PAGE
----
Brad Thorn will coach Queensland for a third straight Super Rugbycampaign, media speculation suggests fellow Dave Rennie and Rob Penney are favoured to take over at Wallabies and Waratahsrespectively.
Daryl Gibson, a former All Black, resigned after four years as the Waratahs coach to open up a vacancy while Wallabies incumbent Michael Cheika has already indicated he will leave if Australia don’t win the World Cup in Japan.
The Wallabies have already had one New Zealand-born coach in Robbie Deans, who took the side to No.2 on the world rankings during his tenure between 2008-13.
Castle said there wouldn’t be discussions concerning the Wallabies top job until after the World Cup final on November 2, but admitted more had to be done to foster Australian-born coaching talent.
“I think you always want Australian talent, there’s no doubt,” Castle said.
“Rugby Australia has held it’s hand up and said it hasn’t done enough in the past to focus on developing young Australian coaches to make sure they can come through.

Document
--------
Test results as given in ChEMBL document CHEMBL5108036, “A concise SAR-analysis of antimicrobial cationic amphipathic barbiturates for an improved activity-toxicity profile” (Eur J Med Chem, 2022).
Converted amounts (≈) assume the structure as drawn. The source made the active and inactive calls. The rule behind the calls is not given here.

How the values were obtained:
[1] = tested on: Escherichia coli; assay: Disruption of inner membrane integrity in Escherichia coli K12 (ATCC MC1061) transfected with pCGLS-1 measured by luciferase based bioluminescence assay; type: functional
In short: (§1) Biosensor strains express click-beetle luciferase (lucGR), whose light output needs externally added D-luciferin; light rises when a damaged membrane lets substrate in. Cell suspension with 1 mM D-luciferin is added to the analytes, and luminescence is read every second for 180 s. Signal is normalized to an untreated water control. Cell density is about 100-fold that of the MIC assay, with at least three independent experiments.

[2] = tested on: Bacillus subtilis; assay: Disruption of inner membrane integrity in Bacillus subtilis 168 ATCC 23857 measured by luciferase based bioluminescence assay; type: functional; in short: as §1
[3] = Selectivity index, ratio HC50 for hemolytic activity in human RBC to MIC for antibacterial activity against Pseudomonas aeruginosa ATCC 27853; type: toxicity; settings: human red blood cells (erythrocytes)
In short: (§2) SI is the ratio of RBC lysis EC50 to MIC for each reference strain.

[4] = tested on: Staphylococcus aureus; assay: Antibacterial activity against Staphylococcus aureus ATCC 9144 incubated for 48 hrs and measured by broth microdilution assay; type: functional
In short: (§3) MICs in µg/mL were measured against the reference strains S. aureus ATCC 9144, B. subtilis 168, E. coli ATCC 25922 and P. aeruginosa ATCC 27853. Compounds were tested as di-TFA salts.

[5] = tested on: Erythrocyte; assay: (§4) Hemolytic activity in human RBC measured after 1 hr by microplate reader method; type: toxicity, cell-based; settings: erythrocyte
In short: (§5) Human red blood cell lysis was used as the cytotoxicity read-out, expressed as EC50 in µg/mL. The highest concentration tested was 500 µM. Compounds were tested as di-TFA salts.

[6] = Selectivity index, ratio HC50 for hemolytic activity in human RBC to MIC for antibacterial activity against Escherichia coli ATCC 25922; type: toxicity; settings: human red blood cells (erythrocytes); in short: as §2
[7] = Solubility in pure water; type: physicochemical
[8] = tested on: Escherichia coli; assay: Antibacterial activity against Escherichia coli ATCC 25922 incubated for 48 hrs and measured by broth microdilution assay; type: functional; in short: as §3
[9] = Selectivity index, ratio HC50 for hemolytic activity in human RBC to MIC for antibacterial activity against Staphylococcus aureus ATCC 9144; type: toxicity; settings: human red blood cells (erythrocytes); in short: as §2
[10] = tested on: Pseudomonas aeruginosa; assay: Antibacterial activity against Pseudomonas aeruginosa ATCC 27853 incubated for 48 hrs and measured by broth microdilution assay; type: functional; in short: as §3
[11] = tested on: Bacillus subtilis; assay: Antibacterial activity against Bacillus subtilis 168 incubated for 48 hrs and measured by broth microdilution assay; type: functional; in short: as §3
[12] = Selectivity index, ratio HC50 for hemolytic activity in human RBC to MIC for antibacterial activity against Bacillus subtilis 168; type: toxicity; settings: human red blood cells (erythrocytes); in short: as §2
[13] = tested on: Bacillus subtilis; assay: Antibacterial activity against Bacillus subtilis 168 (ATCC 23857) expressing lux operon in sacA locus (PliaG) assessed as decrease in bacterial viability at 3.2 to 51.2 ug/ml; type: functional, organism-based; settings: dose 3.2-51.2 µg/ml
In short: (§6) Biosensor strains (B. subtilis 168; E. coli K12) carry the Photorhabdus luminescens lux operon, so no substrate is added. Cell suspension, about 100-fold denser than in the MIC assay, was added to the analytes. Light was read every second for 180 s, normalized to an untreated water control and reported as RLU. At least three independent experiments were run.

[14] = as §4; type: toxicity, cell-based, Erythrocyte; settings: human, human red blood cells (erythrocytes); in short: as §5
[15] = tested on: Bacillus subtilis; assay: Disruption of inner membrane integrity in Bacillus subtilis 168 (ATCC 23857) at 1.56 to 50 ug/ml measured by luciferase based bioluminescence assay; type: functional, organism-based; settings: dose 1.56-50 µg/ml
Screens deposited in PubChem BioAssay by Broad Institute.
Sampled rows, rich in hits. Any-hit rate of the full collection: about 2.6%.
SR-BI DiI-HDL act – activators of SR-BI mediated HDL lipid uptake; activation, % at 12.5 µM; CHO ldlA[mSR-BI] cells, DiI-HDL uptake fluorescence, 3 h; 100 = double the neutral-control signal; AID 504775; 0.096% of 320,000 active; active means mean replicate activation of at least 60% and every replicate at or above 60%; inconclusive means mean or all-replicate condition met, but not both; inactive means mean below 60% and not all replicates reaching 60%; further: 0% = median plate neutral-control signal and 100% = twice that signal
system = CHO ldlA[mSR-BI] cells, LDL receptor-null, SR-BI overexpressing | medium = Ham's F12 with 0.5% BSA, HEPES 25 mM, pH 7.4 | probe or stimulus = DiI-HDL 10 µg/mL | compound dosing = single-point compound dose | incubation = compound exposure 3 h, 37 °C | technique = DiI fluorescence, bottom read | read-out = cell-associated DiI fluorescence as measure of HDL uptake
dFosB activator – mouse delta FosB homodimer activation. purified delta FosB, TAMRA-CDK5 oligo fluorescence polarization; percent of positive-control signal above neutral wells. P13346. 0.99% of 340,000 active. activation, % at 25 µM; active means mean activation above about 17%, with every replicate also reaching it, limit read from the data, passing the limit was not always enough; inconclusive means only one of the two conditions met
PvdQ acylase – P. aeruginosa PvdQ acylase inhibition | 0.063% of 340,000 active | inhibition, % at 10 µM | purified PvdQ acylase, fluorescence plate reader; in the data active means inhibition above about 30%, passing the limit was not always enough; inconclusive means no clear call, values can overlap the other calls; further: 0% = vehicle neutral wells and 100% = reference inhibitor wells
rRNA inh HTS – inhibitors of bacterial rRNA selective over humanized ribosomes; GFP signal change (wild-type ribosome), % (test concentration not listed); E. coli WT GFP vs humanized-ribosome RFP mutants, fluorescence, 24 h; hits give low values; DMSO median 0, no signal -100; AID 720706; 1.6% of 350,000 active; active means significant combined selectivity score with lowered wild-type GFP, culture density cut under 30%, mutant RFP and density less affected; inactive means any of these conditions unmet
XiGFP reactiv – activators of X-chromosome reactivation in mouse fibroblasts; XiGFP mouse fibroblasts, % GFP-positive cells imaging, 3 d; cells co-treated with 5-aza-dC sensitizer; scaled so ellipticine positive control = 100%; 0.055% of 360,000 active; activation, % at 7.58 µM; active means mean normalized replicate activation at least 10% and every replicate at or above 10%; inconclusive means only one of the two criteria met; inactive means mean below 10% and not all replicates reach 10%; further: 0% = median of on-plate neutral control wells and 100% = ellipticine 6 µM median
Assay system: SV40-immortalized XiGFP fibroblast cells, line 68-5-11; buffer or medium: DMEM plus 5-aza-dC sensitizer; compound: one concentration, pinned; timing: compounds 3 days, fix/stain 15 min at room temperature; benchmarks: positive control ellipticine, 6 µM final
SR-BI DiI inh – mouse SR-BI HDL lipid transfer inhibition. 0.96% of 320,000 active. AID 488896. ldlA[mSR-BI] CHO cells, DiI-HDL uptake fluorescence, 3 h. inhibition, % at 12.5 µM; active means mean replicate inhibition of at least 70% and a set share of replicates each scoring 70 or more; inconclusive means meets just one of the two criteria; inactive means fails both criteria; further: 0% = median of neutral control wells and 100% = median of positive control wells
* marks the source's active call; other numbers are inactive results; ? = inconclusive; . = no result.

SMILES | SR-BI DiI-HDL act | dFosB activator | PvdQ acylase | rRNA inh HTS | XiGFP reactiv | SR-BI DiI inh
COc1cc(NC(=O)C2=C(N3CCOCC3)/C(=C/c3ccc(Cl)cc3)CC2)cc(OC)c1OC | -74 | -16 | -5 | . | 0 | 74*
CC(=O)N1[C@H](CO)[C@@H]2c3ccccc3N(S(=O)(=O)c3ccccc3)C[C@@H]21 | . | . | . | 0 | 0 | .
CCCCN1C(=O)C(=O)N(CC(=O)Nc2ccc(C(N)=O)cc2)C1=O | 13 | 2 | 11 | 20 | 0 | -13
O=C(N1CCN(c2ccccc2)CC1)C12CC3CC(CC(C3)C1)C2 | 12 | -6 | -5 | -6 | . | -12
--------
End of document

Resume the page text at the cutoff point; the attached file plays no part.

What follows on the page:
“That’s the work that we’re doing to make sure that we have identified that talent.
“We’re putting the support networks around them and next time those contracts roll through we’ll have Australian coaches in those roles.”
Castle felt Australia’s record-breaking 47-26 win over New Zealand in Perth had generated more optimism about the Wallabies’ World Cup prospects.
They were soundly beaten 36-0 in the second Bledisloe Cup Test in Auckland a week later, but Castle felt it was not beyond Australia to emulate their 2015 run to the final.
“I think every Wallaby fan and every sports fan in Australia now believes the Wallabies can do really well at the World Cup,” Castle said.
“If we don’t have that win in Perth, people aren’t saying those things.”
Castle was speaking at the launch of the 2019 NRC competition, ahead of this weekend’s opening round.
Some matches will kick off at midday to avoid clashing with afternoon games at the World Cup.
Innovations to be trialled in this year’s competition include the defending team being rewarded with a line dropout rather than the attacking side setting a five-metre scrum when a player is ruled held up over the try line.